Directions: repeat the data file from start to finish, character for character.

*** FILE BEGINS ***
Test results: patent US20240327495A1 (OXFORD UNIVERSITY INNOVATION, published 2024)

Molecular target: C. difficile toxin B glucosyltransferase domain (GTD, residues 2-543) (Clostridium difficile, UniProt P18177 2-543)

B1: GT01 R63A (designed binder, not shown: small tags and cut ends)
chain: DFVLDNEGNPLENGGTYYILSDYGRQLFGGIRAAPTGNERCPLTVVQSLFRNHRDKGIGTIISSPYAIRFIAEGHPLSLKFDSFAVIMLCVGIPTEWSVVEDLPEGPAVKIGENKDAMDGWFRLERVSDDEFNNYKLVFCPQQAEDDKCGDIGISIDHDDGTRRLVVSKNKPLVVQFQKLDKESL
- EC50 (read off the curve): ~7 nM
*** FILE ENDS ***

Test results: patent US20240327495A1 (OXFORD UNIVERSITY INNOVATION, published 2024)

Molecular target: C. difficile toxin B glucosyltransferase domain (GTD, residues 2-543) (Clostridium difficile, UniProt P18177 2-543)

B1: GT01 R63A (designed binder, not shown: small tags and cut ends)
chain: DFVLDNEGNPLENGGTYYILSDYGRQLFGGIRAAPTGNERCPLTVVQSLFRNHRDKGIGTIISSPYAIRFIAEGHPLSLKFDSFAVIMLCVGIPTEWSVVEDLPEGPAVKIGENKDAMDGWFRLERVSDDEFNNYKLVFCPQQAEDDKCGDIGISIDHDDGTRRLVVSKNKPLVVQFQKLDKESL
- EC50 (read off the curve): ~7 nM